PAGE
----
It’s important to understand your underwriting before committing yourself to a medical insurance policy. Failure to understand the impact the underwriting will have on your policy can lead to you making claims which will not be covered on your policy. It’s important to know the facts so you can set yourself realistic expectations. There’s nothing worse than pinning your hopes on something being covered privately, only to find out when you claim that you’ll need to fund it yourself or use the NHS.
The majority of the time when your claim is denied for failing to satisfy the underwriting there is nothing you can do. After all, as it falls outside of the scope of your policy your insurer isn’t obliged to cover it. However, there are occasions you may be able to contest your denial, such as when your claims assessor makes a material mistake. If you’re mis-advised, even though your claim shouldn’t be covered your insurer may offer you a without prejudice payment to make up for their error.
I’ve compiled a list of the most common reasons your claim will be denied based on underwriting types. Take a look and see what you need to watch out for when making a claim.
Failure to satisfy the 2 year clause – Claims for conditions which do not satisfy the 2 year clause will be denied. If you’ve not gone a full 2 year clear period from the start of your policy without seeking advice, treatment or taking medication for a condition you have suffered from 5 years previous, your claim would be ineligible. The complexity of the 2 year clause means it’s even misunderstood in insurance circles, so there’s no surprise policyholders can fail to grasp what is and isn’t covered. Remember your claims assessors aren’t infallible and sometimes they’ll get it wrong too, so don’t be afraid to challenge their decision if you think it’s wrong.
Non Disclosures – All FMU policies require applicants to submit a detailed medical history which is scrutinised by your insurers underwriting department before offering you a premium. At this point any exclusions will be applied to your policy. It’s important you declare all your medical history at this point, as if it later comes to light that you suffered from symptoms or a condition that isn’t stated on this form it could invalidate your policy.
Insurers usually choose to take a lenient view on this, after all how many of us can remember symptoms we had 10 years ago, but it still means your claim will be put on hold while your policy is sent back to the underwriting department to be re-underwritten. If the condition you’ve left out is significant it could lead to a new exclusion being added to your policy. This means that your claim will be denied, and you won’t be able to claim for this condition in the future either.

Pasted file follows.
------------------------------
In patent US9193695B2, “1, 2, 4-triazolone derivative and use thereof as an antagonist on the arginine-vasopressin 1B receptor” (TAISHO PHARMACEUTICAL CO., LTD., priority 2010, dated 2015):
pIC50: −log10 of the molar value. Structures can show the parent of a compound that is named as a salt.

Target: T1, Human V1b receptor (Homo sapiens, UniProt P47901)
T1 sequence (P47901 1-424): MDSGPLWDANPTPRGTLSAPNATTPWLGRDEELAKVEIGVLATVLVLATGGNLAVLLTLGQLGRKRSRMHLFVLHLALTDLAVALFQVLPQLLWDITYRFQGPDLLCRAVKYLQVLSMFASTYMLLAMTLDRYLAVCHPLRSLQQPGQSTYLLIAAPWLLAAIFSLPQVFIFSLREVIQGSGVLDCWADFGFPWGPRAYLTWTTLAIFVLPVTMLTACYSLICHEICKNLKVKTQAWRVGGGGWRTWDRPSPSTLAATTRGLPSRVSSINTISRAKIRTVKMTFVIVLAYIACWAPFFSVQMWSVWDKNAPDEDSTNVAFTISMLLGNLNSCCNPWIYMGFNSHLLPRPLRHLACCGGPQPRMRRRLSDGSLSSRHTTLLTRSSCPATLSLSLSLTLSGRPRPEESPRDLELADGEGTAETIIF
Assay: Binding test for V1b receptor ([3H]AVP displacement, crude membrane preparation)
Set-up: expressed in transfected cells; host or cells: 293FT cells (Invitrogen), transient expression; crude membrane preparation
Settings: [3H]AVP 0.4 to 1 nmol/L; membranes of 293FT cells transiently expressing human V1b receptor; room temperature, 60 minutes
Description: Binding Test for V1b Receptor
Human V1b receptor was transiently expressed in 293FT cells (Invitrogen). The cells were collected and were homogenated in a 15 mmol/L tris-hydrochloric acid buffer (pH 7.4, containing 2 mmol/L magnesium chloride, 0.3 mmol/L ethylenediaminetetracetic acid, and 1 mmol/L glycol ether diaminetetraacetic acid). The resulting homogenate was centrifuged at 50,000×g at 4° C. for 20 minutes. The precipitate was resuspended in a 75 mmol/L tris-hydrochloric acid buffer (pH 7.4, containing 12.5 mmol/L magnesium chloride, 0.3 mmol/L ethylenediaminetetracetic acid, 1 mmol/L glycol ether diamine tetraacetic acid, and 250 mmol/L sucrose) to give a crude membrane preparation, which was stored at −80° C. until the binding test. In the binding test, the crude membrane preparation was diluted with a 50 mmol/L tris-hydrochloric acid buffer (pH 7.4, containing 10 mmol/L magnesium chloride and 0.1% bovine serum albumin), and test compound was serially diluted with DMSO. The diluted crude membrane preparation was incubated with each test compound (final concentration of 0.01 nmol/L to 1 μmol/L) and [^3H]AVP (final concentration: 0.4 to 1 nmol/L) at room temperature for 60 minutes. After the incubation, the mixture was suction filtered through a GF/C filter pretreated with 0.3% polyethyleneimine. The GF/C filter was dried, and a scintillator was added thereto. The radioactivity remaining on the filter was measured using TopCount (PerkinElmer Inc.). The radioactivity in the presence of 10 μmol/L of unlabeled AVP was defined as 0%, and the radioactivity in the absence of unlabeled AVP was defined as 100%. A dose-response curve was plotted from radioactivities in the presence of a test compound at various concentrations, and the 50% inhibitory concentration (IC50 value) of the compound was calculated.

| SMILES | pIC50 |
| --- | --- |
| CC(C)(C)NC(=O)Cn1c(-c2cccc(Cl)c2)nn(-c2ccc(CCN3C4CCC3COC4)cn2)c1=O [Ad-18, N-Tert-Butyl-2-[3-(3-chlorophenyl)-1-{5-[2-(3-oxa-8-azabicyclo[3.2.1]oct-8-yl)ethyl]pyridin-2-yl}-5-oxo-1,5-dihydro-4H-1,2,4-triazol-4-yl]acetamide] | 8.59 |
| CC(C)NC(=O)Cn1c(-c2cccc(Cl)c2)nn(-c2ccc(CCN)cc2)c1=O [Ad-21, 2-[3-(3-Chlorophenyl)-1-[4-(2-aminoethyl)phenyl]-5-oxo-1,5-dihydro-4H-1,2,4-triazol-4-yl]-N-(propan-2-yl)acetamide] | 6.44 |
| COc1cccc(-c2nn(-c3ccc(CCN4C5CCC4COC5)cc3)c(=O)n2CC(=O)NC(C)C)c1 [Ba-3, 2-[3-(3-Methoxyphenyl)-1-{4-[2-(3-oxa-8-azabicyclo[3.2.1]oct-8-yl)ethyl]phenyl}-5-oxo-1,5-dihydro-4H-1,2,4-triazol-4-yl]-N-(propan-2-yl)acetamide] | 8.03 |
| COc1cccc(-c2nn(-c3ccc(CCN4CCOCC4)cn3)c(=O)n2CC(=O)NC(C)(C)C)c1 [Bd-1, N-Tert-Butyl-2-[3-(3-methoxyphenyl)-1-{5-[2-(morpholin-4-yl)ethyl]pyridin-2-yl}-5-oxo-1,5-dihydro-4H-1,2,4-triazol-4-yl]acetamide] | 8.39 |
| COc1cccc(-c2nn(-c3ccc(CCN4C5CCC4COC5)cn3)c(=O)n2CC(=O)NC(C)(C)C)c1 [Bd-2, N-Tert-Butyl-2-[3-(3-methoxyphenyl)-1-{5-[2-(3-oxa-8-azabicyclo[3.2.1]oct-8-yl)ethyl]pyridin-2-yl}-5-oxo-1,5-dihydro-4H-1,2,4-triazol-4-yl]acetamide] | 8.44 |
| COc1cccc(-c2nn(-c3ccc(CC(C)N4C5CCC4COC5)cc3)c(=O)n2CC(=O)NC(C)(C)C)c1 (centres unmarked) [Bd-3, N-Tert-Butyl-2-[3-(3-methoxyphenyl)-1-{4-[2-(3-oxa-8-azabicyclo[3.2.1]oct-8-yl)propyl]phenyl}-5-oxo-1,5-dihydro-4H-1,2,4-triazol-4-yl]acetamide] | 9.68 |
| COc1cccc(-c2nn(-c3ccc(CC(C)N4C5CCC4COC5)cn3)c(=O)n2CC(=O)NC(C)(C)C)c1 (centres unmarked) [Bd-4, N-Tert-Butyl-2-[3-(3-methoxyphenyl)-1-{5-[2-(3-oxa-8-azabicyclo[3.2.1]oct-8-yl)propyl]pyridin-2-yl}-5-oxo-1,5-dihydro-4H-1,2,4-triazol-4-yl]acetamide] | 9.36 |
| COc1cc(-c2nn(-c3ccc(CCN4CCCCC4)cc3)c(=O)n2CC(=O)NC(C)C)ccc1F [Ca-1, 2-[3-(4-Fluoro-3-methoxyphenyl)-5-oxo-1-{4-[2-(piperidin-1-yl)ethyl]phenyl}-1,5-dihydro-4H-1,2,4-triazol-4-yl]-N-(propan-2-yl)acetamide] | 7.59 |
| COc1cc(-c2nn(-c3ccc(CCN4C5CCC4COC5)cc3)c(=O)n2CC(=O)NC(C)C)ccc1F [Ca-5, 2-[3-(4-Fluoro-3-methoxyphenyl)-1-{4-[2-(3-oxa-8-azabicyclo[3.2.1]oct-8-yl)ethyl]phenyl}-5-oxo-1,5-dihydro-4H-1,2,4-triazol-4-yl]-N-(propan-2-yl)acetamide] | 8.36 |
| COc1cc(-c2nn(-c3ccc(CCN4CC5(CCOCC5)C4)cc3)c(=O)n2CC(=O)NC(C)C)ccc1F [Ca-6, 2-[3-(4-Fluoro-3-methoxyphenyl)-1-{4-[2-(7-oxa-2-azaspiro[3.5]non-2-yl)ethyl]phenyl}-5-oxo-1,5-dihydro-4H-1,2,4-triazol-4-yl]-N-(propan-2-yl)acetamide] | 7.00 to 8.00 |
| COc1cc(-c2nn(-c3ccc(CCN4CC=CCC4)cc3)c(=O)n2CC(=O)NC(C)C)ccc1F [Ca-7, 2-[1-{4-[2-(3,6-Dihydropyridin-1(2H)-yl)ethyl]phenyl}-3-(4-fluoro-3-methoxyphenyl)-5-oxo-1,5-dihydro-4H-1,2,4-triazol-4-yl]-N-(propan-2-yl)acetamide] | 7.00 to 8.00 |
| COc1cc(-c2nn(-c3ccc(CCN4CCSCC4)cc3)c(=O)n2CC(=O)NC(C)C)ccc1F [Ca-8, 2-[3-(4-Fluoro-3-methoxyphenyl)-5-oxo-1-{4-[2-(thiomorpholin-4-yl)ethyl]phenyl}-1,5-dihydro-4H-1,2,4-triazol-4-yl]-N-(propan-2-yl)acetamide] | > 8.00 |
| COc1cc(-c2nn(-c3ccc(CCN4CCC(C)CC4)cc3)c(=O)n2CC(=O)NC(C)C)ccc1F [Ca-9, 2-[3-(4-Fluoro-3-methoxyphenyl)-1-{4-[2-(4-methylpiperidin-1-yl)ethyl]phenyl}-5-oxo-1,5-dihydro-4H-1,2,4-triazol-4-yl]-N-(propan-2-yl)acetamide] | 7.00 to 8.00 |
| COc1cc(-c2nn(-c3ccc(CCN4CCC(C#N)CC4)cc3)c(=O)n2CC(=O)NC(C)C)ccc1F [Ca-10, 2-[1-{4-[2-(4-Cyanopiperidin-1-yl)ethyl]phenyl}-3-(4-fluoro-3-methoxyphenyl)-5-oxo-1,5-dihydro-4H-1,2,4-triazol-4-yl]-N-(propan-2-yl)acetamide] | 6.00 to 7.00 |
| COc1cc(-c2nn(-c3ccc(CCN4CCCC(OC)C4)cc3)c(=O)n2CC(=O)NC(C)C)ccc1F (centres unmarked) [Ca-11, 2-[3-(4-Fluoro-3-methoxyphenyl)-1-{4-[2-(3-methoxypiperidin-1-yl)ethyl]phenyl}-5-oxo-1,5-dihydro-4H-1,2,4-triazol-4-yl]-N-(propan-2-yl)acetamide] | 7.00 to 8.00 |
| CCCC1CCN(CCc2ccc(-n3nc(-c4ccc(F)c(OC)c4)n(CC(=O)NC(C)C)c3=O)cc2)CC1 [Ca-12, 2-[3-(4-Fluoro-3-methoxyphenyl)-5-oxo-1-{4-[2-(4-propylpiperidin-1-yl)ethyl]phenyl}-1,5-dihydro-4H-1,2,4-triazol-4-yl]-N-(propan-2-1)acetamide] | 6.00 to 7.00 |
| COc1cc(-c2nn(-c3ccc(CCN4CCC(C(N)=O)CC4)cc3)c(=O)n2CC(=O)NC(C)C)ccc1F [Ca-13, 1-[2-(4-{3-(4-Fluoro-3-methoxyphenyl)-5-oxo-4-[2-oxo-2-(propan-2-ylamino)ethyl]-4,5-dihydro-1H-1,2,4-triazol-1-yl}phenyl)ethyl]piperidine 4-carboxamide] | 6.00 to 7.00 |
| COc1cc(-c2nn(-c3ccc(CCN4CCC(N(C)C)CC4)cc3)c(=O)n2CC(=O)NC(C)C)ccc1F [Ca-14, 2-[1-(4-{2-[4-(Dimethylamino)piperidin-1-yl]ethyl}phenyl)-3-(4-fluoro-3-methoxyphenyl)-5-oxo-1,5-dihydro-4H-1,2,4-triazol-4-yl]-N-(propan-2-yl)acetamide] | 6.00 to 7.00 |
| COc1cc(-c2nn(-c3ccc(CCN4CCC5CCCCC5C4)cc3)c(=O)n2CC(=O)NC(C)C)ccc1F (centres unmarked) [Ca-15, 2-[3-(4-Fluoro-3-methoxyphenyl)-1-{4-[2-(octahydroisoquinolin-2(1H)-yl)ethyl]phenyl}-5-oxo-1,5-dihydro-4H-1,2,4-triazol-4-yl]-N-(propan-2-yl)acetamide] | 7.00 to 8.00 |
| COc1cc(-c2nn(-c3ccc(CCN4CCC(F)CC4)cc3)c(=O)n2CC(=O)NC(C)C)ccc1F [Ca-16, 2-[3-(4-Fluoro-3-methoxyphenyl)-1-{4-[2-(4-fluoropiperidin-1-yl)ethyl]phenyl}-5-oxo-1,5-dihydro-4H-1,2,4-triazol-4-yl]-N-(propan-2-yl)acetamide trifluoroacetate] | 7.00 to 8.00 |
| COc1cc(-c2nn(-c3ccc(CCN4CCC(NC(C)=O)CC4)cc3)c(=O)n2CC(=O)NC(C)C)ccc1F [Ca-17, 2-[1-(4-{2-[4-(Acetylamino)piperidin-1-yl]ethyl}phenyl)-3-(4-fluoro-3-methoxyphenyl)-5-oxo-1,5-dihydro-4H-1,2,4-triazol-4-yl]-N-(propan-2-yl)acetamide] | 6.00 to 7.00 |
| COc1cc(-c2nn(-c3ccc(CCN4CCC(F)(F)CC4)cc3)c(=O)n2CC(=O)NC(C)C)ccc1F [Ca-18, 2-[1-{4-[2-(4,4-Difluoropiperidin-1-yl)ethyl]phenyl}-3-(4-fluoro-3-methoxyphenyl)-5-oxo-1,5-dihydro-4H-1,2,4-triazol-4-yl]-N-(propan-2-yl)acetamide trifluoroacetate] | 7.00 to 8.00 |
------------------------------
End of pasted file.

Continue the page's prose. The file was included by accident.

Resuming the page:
If you have an express exclusion on your policy it stands to reason if you claim for this condition cover will be denied. However, many policyholders don’t realise that after a period of time (maybe 2 or 5 years) you can ask your insurers underwriting department to review many existing exclusions. While it’s unlikely your exclusion for a broken leg will be removed, as now your bones will be weaker making future breaks more likely, if you suffered from a skin complaint or something similar your insurer may be happy to remove the exclusion for this.
Continuing medical exclusions underwriting
See the above examples for fully medically underwritten policies, as both types of underwriting operate largely on the same basis.
If you’re not happy with your denial, ask your insurer to send you the reasons for this in writing, with complex cases this can make it easier for you digest rather than making notes over the phone.
If you believe your claim has been denied unfairly making a complaint can ensure a speedy review of your case. Don’t be afraid to request calls to be listened to and take your complaint further to the ombudsman if you’re still unhappy. UK law is protective of consumers and if your insurer is in the wrong they’ll quickly realise this and grant you cover. However, the majority of the time denials are correct and policyholders have simply failed to understand the terms and conditions of their policy. Don’t let this be you. Check your policy documents carefully and always ensure you know how your underwriting works before taking out a new policy.
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